I was able to purchase a peppermint plant at the farmstand too.  Strangely enough, I've had a difficult time getting the mint plants I've tried in the past to take off. Usually mint just takes over. I'm pretty sure it's that the Florida soil just doesn't hold the moisture and I need to water it more than I'm used to watering herbs. It was in a pretty large container and I decided to try again in order to use mint from my garden for my tabouli, rather than purchasing it over and over. At only $5, I reasoned I'll get my money's worth easily (I LOVE tabouli and make it frequently)... as long as I remember to keep that mint watered!!

Other things on my "To Make" list are: Sunflower Seed Sour Cream (so good as a veggie dip!), a bunch of carrot juice for our "Bunny Smoothies"(that Sara taught me how to make when she and her family visited us a couple of years ago), and vegan mayo. I have breakfast bars on the list for later in the week too. I hope to take these with me on my trip to Ft. Lauderdale next Saturday. My strong, bold, sweet, and sassy grandmother passed away at 94 years of age this past Thursday and I will be attending her gravesite service there.

So, that's a lot of cooking I have in front of me. I may throw in a batch of granola too if I don't feel like keeling over after all that!

My neighbor was talking with me yesterday as I arrived home from my evening run. She was talking to me about running and food, asking me what I eat before I run, and then just asking me what I eat generally. She said, "So... what do you eat?"  I'm always so ill-prepared for this question, because my diet feels as regular and ordinary to me as yours does to you. After all, I have been vegetarian for 23 years and am coming up on my 4-year vegan anniversary.  I became vegetarian at 19, so nearly all the cooking I have taught myself, originally started as vegetarian. In fact, I don't think I've ever cooked an animal other than a fish and doing so would be a steep learning curve for me as well.

So, anyway, I was thinking that there may be others who are curious as to what a vegan eats on a day-to-day basis. I don't claim to be a foodie and there are plenty of gorgeous, vegan blogs out there. I like good-tasting, whole food, but other than these kitchen-factory-type days where I prepare a bunch of things all at once (often in order to preserve and use the fresh food we get from our CSA), I don't like spending oodles of time in the kitchen. I like to keep things relatively simple. My children are old enough too, to make some things for themselves, so they often do that now for breakfast and supper (because of work schedules, our big meal of the day is at lunch). So, I thought I would do a sort of regular feature at the end of my posts for a while, just listing what I've eaten for the day. I know it might seem kind of weird, but it's because I often get asked the same question my neighbor asked me. And, if you're a blog reader, you've obviously got a little bit of curiousity about other people's lives, so I will try this for a while. Perhaps you'll see something you'd like to try or try a combination you've never thought of before. Or maybe you'll see that eating a vegan diet isn't really all that weird... or maybe you'll decide that it is! In any event, I'll create a list that I can at least refer to myself - or refer others to when they ask me that question! :)Lu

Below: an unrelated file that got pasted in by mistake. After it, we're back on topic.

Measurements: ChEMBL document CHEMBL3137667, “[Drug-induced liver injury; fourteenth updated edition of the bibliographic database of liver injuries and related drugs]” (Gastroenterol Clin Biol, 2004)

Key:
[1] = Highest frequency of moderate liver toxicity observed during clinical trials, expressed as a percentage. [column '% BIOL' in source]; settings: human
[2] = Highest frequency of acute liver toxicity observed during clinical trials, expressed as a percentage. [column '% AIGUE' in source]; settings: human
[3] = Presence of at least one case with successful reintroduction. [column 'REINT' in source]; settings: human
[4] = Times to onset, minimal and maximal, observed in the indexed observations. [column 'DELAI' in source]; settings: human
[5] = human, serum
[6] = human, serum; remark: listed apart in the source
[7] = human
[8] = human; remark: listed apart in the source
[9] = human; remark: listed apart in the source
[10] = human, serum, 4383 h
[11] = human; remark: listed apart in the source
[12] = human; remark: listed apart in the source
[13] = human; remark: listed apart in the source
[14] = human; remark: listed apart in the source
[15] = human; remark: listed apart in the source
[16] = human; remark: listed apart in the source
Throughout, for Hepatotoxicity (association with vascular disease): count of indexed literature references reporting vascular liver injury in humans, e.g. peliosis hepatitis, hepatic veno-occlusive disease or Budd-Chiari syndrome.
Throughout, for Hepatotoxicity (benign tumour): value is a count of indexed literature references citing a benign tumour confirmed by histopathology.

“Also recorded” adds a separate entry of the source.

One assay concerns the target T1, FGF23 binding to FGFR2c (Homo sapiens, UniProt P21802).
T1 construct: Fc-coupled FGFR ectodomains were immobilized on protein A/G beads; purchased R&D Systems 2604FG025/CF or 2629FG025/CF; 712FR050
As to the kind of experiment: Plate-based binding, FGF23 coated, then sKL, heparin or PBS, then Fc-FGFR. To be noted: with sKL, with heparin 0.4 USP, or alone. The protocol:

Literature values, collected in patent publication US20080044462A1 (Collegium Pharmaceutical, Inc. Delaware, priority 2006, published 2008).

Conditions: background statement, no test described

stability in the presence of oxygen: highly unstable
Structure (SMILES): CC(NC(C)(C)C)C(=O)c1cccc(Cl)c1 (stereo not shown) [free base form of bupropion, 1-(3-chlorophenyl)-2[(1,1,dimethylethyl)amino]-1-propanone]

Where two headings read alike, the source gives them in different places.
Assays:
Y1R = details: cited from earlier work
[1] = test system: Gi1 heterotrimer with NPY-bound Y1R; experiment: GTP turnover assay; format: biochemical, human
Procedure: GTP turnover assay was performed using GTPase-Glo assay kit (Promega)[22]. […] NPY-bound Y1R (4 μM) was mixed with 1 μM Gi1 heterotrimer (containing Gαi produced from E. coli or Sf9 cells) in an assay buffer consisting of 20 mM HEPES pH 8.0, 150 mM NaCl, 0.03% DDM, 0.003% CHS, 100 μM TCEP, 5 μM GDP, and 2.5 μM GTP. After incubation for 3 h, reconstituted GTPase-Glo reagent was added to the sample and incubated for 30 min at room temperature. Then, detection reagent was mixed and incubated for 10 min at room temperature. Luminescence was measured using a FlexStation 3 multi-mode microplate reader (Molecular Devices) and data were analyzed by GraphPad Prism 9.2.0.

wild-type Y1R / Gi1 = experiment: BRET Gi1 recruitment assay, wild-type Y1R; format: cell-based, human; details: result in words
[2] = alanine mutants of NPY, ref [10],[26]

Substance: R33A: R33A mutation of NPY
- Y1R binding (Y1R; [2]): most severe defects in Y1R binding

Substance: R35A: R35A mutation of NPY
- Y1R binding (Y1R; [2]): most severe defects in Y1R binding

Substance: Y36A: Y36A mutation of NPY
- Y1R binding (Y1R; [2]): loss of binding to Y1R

The only other thing I would add, is that there are a few staples in my kitchen that are often not in non-veg kitchens. You will likely see them popping up as ingredients again and again. You may or may not be familiar with these foods, but they are readily available in most American supermarkets and/or health food stores these days.  The main ones I can think of off the top of my head are: nutritional yeast, regular and silken tofu, tempeh, and the grain, quinoa (pronounced "keen-wah"). I won't bother explaining what they are here. I know that all that information is only a few mere clicks away on the interwebby, so, I'll leave that to anyone who is interested to go digging on their own.

And now, without further delay:

What I've Eaten Today:

Breakfast: A bowl of "Cheesy Broccoli and Grits" and some store-bought vegan "sausage" patties (wasn't thrilled with these; I bought them when we were struggling to find help for Paul's digestive pain and these were "gluten free", "soy free", "dairy free", etc. I won't get them again), and a cup of Earl Grey tea.

Lunch: Peanut butter, thin apple slices, red-leaf lettuce, and agave nectar on a toasted sandwich. I'm not a fan of regular pb&j. There's not enough crunch there for me, so I usually throw something in with cruch or I toast the bread. In this case I did both, because the bread was fresh out of the freezer! I also took about a half a cup of raw walnuts and pecans sprinkled with salt and mixed with raisins on the road with me while I was running errands. I took a big tumbler of water too with some cucumber slices in it from our CSA farm.

Snack: PG Tips tea and Jello brand pistachio pudding made with coconut milk. Ooo - not a healthy snack, but I'm just vegan - not perfect! ;)

No supper for me today yet. I'm off to run more errands and then back to the kitchen factory. Enjoy your weekend!